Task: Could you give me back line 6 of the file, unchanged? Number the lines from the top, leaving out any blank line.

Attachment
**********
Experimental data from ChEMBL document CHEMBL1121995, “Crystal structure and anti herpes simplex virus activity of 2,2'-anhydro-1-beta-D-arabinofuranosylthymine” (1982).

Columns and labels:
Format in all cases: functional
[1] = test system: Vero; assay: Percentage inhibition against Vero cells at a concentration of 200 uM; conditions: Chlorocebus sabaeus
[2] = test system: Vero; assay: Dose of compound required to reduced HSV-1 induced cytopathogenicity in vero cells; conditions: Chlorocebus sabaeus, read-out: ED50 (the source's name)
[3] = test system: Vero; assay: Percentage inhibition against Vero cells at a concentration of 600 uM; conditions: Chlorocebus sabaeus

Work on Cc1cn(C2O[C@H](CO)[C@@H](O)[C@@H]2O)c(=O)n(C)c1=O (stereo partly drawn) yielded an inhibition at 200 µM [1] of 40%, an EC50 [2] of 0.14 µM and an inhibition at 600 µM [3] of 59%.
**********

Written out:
[3] = test system: Vero; assay: Percentage inhibition against Vero cells at a concentration of 600 uM; conditions: Chlorocebus sabaeus